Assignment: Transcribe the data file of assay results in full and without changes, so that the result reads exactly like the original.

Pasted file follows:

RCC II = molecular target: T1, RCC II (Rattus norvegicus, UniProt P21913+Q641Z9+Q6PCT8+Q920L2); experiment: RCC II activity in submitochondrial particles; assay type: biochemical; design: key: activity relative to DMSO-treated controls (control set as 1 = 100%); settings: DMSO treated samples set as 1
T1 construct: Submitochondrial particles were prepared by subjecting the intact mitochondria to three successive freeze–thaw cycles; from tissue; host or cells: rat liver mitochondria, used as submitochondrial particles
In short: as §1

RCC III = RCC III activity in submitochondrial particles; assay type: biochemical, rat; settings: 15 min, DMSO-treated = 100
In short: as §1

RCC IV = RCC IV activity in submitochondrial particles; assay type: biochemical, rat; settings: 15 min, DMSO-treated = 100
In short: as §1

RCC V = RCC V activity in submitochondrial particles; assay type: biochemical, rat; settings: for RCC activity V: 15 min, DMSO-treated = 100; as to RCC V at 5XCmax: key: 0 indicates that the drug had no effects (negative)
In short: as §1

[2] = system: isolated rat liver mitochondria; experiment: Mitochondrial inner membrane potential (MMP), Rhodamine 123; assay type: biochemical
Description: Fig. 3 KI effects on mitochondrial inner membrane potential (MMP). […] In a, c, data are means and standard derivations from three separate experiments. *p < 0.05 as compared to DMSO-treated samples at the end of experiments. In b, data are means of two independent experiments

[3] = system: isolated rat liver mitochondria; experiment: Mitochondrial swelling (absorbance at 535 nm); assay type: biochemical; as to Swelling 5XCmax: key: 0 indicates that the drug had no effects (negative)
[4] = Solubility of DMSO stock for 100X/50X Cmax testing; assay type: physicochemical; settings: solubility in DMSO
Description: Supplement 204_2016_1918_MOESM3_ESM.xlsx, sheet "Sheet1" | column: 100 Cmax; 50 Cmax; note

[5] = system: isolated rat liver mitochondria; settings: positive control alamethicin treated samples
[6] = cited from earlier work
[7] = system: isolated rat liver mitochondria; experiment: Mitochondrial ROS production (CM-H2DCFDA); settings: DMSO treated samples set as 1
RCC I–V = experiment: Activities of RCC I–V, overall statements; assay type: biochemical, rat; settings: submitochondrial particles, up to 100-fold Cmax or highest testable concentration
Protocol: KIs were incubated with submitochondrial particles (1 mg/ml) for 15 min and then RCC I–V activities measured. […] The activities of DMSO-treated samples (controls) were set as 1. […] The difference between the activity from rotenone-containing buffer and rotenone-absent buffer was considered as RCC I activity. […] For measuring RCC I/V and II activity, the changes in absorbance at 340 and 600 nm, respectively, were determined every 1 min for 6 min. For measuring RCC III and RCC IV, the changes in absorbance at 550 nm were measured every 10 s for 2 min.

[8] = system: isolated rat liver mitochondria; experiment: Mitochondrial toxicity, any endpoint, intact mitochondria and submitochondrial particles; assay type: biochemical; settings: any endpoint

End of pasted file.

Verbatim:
RCC II = molecular target: T1, RCC II (Rattus norvegicus, UniProt P21913+Q641Z9+Q6PCT8+Q920L2); experiment: RCC II activity in submitochondrial particles; assay type: biochemical; design: key: activity relative to DMSO-treated controls (control set as 1 = 100%); settings: DMSO treated samples set as 1
T1 construct: Submitochondrial particles were prepared by subjecting the intact mitochondria to three successive freeze–thaw cycles; from tissue; host or cells: rat liver mitochondria, used as submitochondrial particles
In short: as §1

RCC III = RCC III activity in submitochondrial particles; assay type: biochemical, rat; settings: 15 min, DMSO-treated = 100
In short: as §1

RCC IV = RCC IV activity in submitochondrial particles; assay type: biochemical, rat; settings: 15 min, DMSO-treated = 100
In short: as §1

RCC V = RCC V activity in submitochondrial particles; assay type: biochemical, rat; settings: for RCC activity V: 15 min, DMSO-treated = 100; as to RCC V at 5XCmax: key: 0 indicates that the drug had no effects (negative)
In short: as §1

[2] = system: isolated rat liver mitochondria; experiment: Mitochondrial inner membrane potential (MMP), Rhodamine 123; assay type: biochemical
Description: Fig. 3 KI effects on mitochondrial inner membrane potential (MMP). […] In a, c, data are means and standard derivations from three separate experiments. *p < 0.05 as compared to DMSO-treated samples at the end of experiments. In b, data are means of two independent experiments

[3] = system: isolated rat liver mitochondria; experiment: Mitochondrial swelling (absorbance at 535 nm); assay type: biochemical; as to Swelling 5XCmax: key: 0 indicates that the drug had no effects (negative)
[4] = Solubility of DMSO stock for 100X/50X Cmax testing; assay type: physicochemical; settings: solubility in DMSO
Description: Supplement 204_2016_1918_MOESM3_ESM.xlsx, sheet "Sheet1" | column: 100 Cmax; 50 Cmax; note

[5] = system: isolated rat liver mitochondria; settings: positive control alamethicin treated samples
[6] = cited from earlier work
[7] = system: isolated rat liver mitochondria; experiment: Mitochondrial ROS production (CM-H2DCFDA); settings: DMSO treated samples set as 1
RCC I–V = experiment: Activities of RCC I–V, overall statements; assay type: biochemical, rat; settings: submitochondrial particles, up to 100-fold Cmax or highest testable concentration
Protocol: KIs were incubated with submitochondrial particles (1 mg/ml) for 15 min and then RCC I–V activities measured. […] The activities of DMSO-treated samples (controls) were set as 1. […] The difference between the activity from rotenone-containing buffer and rotenone-absent buffer was considered as RCC I activity. […] For measuring RCC I/V and II activity, the changes in absorbance at 340 and 600 nm, respectively, were determined every 1 min for 6 min. For measuring RCC III and RCC IV, the changes in absorbance at 550 nm were measured every 10 s for 2 min.

[8] = system: isolated rat liver mitochondria; experiment: Mitochondrial toxicity, any endpoint, intact mitochondria and submitochondrial particles; assay type: biochemical; settings: any endpoint